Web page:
BY MARILYN WILSON, THE OTTAWA CITIZEN April 4, 2013
OTTAWA — Do you ever have days when everyone seems downright rude? I have no idea what the cause is — perhaps it’s the barometric pressure or the phase of the moon. But when you try to keep calm and carry on you simply can’t let other people’s attitudes get you down.
Still, some days you have to wonder what is going on, for example, days where every driver wants to take his or her aggravation out on you. Or better yet, the day where someone zips into the parking spot for which you have been patiently waiting, or cuts in ahead of you in the Starbucks line and places a complicated order. Sheesh! All I wanted was a tall bold to go.
We all have those experiences but at the end of the day you can shake ’em off and move on in the privacy of your cosy home. Or maybe not. Sometimes this kind of thing can even creep into your condo community, which is why you should consider the condo community you are moving to when you consider the word “considerate”.
Are you the person who cut off a car on the highway or honked your horn because a driver was inching along, only to follow the same car into your underground parking lot? Oops. Read on for some Condo Etiquette 101.
Wondering if there really is such a thing as elevator rage? It definitely exists. I, for one, am very impatient when elevators are too slow and too full. Sometimes you end up waiting for ages only to find the doors open to a completely full space. This can make you hostile, stressed or grumpy and give you elevator rage. But calm down and slap on a smile because no one wants to spend time in a confined space with a whiny neighbour compulsively pushing the elevator buttons. If you are prone to elevator rage, try leaving a few minutes earlier and take a deep breath before the elevator pushes your buttons.
We are all preoccupied when coming home after a busy day. But while you’re thinking about the day, remember to say “hello” to Ms. 501 and “thank you” to Mr. 1121 for holding the door open for you. This also applies to when you are retrieving your mail. Try to be polite to those you see, even if you were not in agreement with them at the last condo board meeting.
If you are tuned in to music, you are tuned out to others. Maybe you think that you can multi-task, that your conversation and the new Justin Timberlake album can coexist. Wrong. The person you are (not) interacting with is either 1. also hearing the music and is thus distracted or 2. preoccupied with wondering if you’re really listening to them. When navigating the public areas of your condo, give the tunes a rest — your neighbours and your hearing will thank you.
Absolutely everyone hates taking out the trash. It smells and it may be sticky or greasy. It’s bad enough handling your own nasty garbage without having to deal with someone else’s yuck. Which is why I implore you to arm yourself with a paper towel and cleaner in the trash room. A quick wipe will keep things clean and fresh for others. Why not discuss this approach with your condo board or the neighbours on your floor?
Your balcony is not designed for trash disposal, nor is it a place for storing large, seasonally challenged items. While you can close your curtains and block the visual pollution, your neighbours will still have to look at it. So why not keep it clean?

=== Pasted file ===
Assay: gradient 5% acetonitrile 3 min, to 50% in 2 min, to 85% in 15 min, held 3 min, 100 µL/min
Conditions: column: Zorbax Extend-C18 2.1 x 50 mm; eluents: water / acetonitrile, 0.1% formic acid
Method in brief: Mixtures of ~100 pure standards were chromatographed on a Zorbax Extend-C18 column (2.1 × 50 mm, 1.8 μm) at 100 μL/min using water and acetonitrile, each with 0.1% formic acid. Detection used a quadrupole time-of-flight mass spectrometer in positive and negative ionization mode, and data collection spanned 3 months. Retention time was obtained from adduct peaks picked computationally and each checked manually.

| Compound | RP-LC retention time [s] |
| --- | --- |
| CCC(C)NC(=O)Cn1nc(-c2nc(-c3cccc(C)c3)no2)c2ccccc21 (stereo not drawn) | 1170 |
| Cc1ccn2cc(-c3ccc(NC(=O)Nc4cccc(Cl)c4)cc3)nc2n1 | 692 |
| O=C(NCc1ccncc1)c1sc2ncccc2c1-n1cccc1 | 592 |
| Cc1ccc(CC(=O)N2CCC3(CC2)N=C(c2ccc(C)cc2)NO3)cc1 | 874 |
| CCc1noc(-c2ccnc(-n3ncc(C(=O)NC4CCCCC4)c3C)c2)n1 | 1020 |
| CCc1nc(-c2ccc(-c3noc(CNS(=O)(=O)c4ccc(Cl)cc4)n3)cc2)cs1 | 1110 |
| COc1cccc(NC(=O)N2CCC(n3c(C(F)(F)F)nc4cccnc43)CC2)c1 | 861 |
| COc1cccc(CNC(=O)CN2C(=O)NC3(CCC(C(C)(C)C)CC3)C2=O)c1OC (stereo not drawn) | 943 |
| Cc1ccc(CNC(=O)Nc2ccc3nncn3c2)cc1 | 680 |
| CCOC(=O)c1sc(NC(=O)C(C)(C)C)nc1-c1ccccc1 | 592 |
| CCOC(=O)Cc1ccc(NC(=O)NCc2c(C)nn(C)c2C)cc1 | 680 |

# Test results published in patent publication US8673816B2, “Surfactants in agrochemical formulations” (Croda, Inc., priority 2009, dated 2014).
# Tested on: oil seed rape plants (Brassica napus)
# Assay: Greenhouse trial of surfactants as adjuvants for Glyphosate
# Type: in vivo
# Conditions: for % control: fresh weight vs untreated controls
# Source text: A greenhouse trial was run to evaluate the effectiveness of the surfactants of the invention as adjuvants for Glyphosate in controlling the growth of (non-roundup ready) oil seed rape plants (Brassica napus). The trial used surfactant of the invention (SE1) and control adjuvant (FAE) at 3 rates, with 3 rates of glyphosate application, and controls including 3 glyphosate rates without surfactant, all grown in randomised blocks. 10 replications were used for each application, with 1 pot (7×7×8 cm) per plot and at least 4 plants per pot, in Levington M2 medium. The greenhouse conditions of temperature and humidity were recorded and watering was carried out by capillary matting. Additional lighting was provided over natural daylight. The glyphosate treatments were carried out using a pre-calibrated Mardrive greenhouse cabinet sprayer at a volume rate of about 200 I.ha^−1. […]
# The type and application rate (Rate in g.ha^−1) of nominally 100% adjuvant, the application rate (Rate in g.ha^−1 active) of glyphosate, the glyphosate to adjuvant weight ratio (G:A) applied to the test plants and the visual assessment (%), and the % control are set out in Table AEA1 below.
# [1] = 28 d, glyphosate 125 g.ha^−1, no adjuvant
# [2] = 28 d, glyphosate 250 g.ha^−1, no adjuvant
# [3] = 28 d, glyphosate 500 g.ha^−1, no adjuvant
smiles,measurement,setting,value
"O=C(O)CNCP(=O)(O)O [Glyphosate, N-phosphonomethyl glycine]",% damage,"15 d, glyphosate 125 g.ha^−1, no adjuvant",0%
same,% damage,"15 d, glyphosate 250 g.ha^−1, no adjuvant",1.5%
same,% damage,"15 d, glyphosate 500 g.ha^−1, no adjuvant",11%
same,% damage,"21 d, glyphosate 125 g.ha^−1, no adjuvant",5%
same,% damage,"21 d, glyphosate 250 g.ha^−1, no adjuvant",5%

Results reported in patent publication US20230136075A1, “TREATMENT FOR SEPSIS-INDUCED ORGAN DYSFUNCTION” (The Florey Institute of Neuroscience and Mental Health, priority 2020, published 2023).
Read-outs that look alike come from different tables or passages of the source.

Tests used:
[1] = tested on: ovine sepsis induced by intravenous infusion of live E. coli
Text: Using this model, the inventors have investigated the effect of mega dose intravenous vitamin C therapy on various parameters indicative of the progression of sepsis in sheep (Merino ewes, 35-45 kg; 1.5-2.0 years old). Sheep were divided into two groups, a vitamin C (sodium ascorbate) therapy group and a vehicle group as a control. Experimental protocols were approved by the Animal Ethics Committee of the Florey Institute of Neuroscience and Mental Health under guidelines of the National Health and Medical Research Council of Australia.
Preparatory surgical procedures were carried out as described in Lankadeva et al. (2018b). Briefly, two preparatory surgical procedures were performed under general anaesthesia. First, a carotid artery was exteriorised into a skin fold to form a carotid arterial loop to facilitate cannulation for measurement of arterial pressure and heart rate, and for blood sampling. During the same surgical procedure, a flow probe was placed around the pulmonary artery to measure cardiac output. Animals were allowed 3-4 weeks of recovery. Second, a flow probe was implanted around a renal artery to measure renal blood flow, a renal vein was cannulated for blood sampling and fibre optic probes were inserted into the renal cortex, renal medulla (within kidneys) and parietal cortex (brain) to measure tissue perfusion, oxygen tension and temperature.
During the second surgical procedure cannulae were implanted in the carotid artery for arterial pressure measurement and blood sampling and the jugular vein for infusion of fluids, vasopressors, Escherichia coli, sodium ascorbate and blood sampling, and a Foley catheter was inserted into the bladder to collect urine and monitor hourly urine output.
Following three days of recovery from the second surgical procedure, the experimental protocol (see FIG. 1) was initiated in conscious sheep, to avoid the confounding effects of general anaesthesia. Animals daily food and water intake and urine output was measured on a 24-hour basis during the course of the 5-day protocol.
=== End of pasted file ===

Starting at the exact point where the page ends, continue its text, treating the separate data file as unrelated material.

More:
ENTERING AND EXITING
Do not admit others to the building just because they are ringing the buzzer. Rather, have courtesy for your neighbours by developing a plan of how to deal with “door people”. If your building has security, don’t be the one to jeopardize it. Although you might ask whom they are visiting, this won’t be good enough because it might be considered intrusive and, in any case, doesn’t meet the criteria for security. However you handle “door people” think it through beforehand to avoid awkward situations and security breaches.
MORE TO DO’s
- Always say “please”. Make it part of your everyday vocabulary and wear it out.
- Ditto “thank you”.
- Are you grumpy in the morning before that first cup of Joe? If so, avoid exposing yourself to society before your morning coffee.
- Don’t blast that Bon Jovi CD in your unit. Play it at a normal volume level, especially late at night or early in the morning.
- If you are a hobbyist (or even professional) musician, don’t take it for granted that everyone wants to hear you practise. Scales and repeated songs can wear on nerves, even when performed by a bona fide virtuoso. Ask your neighbours if they have preferences as to when you practise. Chances are, they’ll appreciate you and your talent more for it.
- Are you renovating or having delivery personnel into your unit? Then they’re also going to use the common space, including elevators. Let your neighbours and building manager know when to expect this and ask your service people to abide by the condo rules for such activities. Noise and disruptions to elevator accessibility can really disturb others in nearby units. Doing this mid-day is courteous so your neighbours won’t return home to visual or noise pollution.
Remember, when it comes to condo etiquette, do unto your neighbours as you would have them do unto you by remembering the power of please and thank you.
Marilyn Wilson has been selling real estate for more than 23 years and owns Marilyn Wilson Dream Properties Inc. Brokerage, an Exclusive Affiliate of Christie’s International Real Estate. She can be reached through dreamproperties.com or follow her on Twitter@marilyn_wilson.
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